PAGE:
There's been a lot of questions raised by Senator Chris Dodd's lucrative relationship with Angelo Mozilo of the defunct Countrywide Bank. Friends of Angelo Mozilo got cheap loans with few questions. One hand washed the other, as Dodd and Barney Frank urged bankers to put out as much housing money as they could in the form of subprime loans. Freddie Mac and Fanny Mae, with congressional urging, could be relied upon to absorb as much bad debt as they could. It was all done "for Americans across the country" and now the very same Americans are done in by the rot and corruption.
That wasn't Dodd's only caper. A reporter at the Hartford Courant has found Dodd playing fast and loose with Government ethics in the purchase of a house in Galway, Ireland. If the idea of our "civil servants" getting rich on the strength of their connections seems squishy to you, the method of acquisition, in little bits and pieces, stretched over time shows Dodd's conniving reach and obsession for making money while "serving the people." This cries out for investigation and finally the wheels are beginning to move.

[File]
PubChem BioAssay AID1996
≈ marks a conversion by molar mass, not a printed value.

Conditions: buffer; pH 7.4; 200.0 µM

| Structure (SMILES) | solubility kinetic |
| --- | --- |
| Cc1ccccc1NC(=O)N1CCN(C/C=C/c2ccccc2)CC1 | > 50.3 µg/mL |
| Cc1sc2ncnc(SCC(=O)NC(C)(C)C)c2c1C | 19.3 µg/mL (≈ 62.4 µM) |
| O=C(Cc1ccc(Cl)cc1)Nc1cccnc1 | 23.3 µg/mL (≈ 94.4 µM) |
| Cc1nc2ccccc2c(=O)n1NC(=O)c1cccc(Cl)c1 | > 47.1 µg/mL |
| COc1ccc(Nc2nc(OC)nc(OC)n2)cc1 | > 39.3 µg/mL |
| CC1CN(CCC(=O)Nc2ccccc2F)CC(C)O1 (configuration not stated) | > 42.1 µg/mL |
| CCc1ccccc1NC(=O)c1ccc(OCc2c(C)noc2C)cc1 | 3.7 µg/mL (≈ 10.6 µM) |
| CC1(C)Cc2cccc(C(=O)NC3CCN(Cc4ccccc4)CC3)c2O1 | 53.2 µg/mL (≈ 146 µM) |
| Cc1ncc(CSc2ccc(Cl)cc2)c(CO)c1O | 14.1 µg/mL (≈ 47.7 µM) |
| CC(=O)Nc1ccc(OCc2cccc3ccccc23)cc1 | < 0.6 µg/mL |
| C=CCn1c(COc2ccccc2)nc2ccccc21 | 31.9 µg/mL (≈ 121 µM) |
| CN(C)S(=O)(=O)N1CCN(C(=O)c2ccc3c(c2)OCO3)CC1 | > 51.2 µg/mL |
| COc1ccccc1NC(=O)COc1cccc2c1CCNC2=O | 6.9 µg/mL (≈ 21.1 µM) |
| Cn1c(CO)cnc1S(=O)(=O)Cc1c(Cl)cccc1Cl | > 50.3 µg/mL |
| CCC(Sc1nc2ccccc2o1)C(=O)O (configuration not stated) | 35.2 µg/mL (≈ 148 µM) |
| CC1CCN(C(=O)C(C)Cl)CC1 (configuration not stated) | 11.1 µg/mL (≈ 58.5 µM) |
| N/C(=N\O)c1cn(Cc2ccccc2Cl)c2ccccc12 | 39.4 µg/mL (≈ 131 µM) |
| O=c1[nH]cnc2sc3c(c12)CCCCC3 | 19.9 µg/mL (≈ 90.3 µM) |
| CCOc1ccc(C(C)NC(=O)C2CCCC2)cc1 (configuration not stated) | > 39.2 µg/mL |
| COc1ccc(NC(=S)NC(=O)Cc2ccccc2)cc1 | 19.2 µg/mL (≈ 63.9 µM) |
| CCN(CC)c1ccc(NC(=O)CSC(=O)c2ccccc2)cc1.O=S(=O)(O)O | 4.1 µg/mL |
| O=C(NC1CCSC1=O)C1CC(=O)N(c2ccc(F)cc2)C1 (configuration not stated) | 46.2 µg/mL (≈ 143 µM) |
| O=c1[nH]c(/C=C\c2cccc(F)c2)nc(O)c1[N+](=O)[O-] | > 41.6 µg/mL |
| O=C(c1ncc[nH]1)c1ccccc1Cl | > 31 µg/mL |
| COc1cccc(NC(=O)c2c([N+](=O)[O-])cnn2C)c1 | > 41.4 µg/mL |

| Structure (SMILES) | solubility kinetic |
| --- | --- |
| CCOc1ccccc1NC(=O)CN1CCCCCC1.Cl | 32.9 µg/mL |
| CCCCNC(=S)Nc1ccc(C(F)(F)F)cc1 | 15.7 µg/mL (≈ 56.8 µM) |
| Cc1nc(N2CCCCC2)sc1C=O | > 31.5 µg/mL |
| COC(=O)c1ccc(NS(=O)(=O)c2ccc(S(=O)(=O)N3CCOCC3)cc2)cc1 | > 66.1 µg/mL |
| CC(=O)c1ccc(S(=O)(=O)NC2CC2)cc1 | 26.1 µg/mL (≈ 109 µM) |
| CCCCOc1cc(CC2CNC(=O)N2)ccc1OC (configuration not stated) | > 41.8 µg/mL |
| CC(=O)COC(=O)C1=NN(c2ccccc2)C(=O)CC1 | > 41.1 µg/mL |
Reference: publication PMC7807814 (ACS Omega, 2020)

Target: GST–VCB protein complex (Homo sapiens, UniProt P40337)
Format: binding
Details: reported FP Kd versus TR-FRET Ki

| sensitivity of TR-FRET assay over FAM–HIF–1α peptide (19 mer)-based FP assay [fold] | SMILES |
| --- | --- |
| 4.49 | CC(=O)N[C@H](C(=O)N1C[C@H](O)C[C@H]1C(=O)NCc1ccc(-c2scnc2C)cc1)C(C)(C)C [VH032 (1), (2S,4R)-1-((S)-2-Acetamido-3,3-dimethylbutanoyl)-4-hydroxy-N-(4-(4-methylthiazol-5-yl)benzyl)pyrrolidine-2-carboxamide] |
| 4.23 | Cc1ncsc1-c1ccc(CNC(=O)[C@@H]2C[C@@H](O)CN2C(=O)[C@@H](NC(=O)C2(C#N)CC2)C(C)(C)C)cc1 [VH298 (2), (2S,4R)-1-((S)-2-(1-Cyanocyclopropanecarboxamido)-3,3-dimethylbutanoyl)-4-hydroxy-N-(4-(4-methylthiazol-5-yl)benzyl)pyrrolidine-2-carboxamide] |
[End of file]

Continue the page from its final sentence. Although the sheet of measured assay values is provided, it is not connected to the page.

Dodd first bought 1/3 of the estate, and then 8 years later bought the other 2/3 at one-tenth its real value. Reporters conjecture it was payback for Dodd's lobbying with Bill Clinton for a pardon of Dodd's long-time buddy, Edward Downes Jr. Downes is a convicted felon, having vioated SEC rules.
There's no end of grabbing for riches when you're in Congress. What is it with top Democrats and real estate deals? Know what? I don't trust many of the leading Democrats, and I doubt the president, with his previous Rezko joint purchase connections, will anything more than talk about integrity in government. Because, when there is none, that's all you can do. Talk.
So when little Johnny comes home from school and asks you why someone would want to go to congress, you can say:
"Well, that's easy, son. People go to the Congress of the United States to get rich, most especially from real estate deals."